Wedding invitations: the basics explained

Wedding invitation There is lots to think about when designing your wedding invitations, often much more than most couple realise – until they sit down to start creating their own, that is.

From the style and stock to colour and font, many elements go into creating the perfect wedding (and engagement) invitation, one that perfectly reflects you and your fiance – and your wedding’s overall look and feel.

“Sitting down to choose their wedding or engagement stationery is, often, the first time a bride and groom will start thinking seriously about the theme of their wedding,” says Julie Dennison, who runs Archives wedding invitations, which specialises in high-end (and rather stunning) wedding invitations, usually adorned in ribbons, lace, jewels and other embellishments that would not look out of place in a couture bridal gown shop.

“They’ll, generally, have a rough idea of what they want, but come the time to choose their invitations, they’ll need to decide on the final look. Remember, also, for your guests, the wedding invitation is, often, the first peek they’ll get at the upcoming wedding and its overall look and feel, so it’s important to put some serious thought into what you want your invitations to convey.”

By the time they sit down with their wedding invitation designer, most couples will already have decided on the date and time; they’ll also have booked their wedding and reception venue/venues, and (almost) finalised their guest lists.

“Though you can still choose your wedding invitations, without settling on the ‘big’ details such as a wedding date and location for the reception and ceremony,” says Julie, “remember that you won’t be able to start printing them.”

Wedding thank you

Julie, who has run Archives since 2000 – and has created the invitations for more than 4000 weddings and other events – says wedding invitations are, traditionally, sent out about eight weeks before the wedding, to ensure guests have time to plan their attendance. If you’re having a destination wedding that may require guests to travel or take annual leave to attend, you may want to send them out 12 weeks before your big day.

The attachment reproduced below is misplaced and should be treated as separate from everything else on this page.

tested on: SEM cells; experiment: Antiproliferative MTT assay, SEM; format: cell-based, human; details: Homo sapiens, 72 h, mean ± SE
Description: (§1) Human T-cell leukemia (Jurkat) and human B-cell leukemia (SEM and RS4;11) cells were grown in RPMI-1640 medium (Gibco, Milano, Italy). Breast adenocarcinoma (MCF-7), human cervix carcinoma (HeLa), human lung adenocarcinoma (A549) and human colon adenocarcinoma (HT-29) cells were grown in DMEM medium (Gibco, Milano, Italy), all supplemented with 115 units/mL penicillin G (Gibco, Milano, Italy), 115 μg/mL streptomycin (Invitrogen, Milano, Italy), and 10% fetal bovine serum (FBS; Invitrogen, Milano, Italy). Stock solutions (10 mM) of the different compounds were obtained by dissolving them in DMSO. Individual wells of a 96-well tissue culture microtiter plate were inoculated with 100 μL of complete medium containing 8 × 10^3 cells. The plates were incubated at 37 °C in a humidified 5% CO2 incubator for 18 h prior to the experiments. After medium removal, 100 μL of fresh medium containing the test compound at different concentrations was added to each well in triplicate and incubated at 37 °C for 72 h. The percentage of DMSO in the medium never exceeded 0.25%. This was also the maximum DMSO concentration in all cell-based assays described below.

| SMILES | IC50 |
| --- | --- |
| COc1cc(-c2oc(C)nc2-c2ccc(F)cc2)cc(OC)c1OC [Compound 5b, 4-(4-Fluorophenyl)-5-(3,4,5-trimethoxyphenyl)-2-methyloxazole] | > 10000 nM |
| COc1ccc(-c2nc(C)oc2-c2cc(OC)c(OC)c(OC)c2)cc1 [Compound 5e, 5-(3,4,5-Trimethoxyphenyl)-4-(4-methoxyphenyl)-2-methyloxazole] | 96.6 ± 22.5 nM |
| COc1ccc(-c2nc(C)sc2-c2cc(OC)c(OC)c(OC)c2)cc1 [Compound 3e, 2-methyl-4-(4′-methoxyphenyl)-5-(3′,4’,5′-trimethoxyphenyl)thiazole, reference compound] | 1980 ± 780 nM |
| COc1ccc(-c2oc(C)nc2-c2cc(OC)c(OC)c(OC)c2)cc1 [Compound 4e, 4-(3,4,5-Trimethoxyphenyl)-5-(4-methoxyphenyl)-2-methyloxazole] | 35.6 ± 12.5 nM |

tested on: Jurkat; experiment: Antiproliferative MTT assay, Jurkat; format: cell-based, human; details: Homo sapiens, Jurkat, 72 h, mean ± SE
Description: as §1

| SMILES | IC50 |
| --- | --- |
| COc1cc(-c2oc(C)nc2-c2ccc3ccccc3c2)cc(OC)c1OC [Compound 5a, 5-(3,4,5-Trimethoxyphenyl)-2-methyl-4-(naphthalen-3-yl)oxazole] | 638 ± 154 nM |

The RSVP date is usually four weeks before the occasion.

However, a Save the Date card is recommended for those getting married at peak times, and these simple cards – which do not need details of the venue or time – can be sent six months in advance.

Many couples choose to use a colour scheme and theme on their invitations that will carry through all the way through to their wedding day.

They may also choose to have matching RSVP cards, wishing well requests, order of service booklets for the wedding, place cards for the reception, and thank-you cards.

For couples requiring languages other than English – which includes many couples in multicultural Australia – will need to find a wedding invitation supplier that can print in the required language, or languages.


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It is for this reason that designing their invitations can seem more important than simply informing their guests of the date, time and venue of the wedding.

“I recommend people start thinking about the invitations as soon as possible, because it gives them time to see samples of a variety of different designs,” says Julie, who started Archives in 2000.

She adds that when ordering invitations, there are some factors that most couple overlooked.

“For example, a lot of companies will charge more for individually printing the guests’ names onto the invitations. It’s important to know what is included when you see a price quoted.”

“Also, different sizes of invitations will require a different price of postage stamp. Some of our invitations require a 70c stamp, others $1.40, which can surprise some couples.”

Archives‘ bespoke invitations are in demand for a variety of reasons, but particularly because the company specializes in printing in languages other than English.

“It is a service we have always offered. We’ve printed in Chinese, Hebrew and Arabic, as well as a lot of other languages that use the same alphabet that we do,” Julie said.

“Sometimes people will want two text cards inside the invitation, one in one language and one in the other.”

“On other occasions, people will request half the invitations be in one language and half in the other.”

Archives stunning invitations are hand-made in Australia, using handmade and recycled paper. The standard price includes individual printing of guest names, a matching envelope and an RSVP card.

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